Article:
An investment in the Fund may be subject to risks which include, among others market and volatility, investment, futures contract, derivatives, investments related to Bitcoin and Bitcoin futures, derivatives, counterparty, investment capacity, target exposure and rebalancing, borrowing and leverage, indirect investment, credit, interest rate, illiquidity, investing in other investment companies, management, new fund, non-diversified, operational, portfolio turnover, regulatory, repurchase agreements, tax, of cash transactions, authorized participant concentration, no guarantee of active trading market, trading issues, fund shares trading, premium/discount and liquidity of fund shares, U.S. government securities, debt securities, municipal securities, money market funds, securitized/asset-backed securities, and sovereign bond risks, all of which could significantly and adversely affect the value of an investment in the Fund.
Investing involves substantial risk and high volatility, including possible loss of principal. An investor should consider the investment objective, risks, charges and expenses of a Fund carefully before investing. To obtain a prospectus and summary prospectus, which contain this and other information, call 800.826.2333 or visit vaneck.com. Please read the prospectus and summary prospectus carefully before investing.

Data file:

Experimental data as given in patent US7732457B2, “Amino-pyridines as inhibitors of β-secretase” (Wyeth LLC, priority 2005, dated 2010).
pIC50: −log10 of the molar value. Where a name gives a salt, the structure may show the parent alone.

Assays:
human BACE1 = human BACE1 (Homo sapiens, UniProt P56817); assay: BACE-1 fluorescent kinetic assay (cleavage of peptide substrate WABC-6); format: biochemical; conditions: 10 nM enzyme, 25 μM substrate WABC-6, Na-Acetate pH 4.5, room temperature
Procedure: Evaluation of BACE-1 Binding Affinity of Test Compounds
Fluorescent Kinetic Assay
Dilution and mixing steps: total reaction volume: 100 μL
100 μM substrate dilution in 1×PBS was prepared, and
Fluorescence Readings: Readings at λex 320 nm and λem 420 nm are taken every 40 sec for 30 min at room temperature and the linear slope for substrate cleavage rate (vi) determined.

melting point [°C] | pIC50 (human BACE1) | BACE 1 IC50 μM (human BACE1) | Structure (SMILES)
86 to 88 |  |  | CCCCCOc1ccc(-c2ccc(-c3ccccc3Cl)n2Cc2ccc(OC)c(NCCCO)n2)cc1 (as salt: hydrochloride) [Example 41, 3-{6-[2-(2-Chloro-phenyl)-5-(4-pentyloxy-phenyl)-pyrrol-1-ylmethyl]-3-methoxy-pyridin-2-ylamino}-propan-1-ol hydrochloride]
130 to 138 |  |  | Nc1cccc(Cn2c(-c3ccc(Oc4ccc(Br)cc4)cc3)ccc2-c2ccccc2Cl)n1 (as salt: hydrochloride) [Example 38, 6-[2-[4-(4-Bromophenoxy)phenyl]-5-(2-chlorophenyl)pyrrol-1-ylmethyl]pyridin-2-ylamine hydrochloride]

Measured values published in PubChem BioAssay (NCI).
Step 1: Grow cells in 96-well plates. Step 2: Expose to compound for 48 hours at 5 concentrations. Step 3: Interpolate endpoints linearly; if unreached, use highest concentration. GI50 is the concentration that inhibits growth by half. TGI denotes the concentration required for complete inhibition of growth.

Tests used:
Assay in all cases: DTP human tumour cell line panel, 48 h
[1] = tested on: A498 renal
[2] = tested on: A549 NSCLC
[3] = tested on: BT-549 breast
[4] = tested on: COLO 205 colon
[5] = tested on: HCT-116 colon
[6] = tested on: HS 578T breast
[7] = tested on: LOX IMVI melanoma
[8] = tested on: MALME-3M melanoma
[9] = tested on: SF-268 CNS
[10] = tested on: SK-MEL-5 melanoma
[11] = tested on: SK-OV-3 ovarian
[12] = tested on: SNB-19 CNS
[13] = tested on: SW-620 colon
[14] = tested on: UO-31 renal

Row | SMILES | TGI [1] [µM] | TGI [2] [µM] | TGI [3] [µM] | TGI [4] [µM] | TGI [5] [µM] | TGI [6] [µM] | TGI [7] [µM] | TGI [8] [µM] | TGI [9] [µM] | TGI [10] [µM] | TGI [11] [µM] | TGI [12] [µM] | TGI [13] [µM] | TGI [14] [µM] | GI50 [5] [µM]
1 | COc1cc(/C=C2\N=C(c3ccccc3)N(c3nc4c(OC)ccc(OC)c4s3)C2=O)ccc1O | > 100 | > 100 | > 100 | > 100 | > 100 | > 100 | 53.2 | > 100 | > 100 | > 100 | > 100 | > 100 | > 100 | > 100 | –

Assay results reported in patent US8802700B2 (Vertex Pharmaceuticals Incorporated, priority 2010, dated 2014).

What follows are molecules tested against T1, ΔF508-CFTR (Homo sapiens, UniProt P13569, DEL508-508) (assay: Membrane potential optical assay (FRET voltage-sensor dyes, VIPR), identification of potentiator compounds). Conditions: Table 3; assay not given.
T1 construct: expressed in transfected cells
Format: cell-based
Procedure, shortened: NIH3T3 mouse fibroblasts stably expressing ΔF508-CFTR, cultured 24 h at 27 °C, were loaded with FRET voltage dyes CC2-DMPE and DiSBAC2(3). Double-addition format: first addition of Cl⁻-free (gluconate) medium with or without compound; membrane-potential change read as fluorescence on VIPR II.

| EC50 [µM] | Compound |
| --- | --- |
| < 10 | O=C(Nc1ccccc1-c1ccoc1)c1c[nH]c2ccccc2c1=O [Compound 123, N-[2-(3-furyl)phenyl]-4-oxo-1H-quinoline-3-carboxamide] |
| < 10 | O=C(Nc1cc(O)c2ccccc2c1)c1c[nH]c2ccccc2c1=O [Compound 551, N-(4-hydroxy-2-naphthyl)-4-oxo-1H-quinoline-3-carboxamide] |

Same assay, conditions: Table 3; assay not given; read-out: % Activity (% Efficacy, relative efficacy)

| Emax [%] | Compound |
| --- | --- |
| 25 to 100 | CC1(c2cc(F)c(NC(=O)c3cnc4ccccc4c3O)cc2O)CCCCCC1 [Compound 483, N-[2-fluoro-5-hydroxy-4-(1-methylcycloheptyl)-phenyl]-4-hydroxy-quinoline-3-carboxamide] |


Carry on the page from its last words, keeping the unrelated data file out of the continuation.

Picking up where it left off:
Cryptocurrency is a digital representation of value that functions as a medium of exchange, a unit of account, or a store of value, but it does not have legal tender status. Cryptocurrencies are sometimes exchanged for U.S. dollars or other currencies around the world, but they are not generally backed or supported by any government or central bank. Their value is completely derived by market forces of supply and demand, and they are more volatile than traditional currencies. The value of cryptocurrency may be derived from the continued willingness of market participants to exchange fiat currency for cryptocurrency, which may result in the potential for permanent and total loss of value of a particular cryptocurrency should the market for that cryptocurrency disappear. Cryptocurrencies are not covered by either FDIC or SIPC insurance. Legislative and regulatory changes or actions at the state, federal, or international level may adversely affect the use, transfer, exchange, and value of cryptocurrency.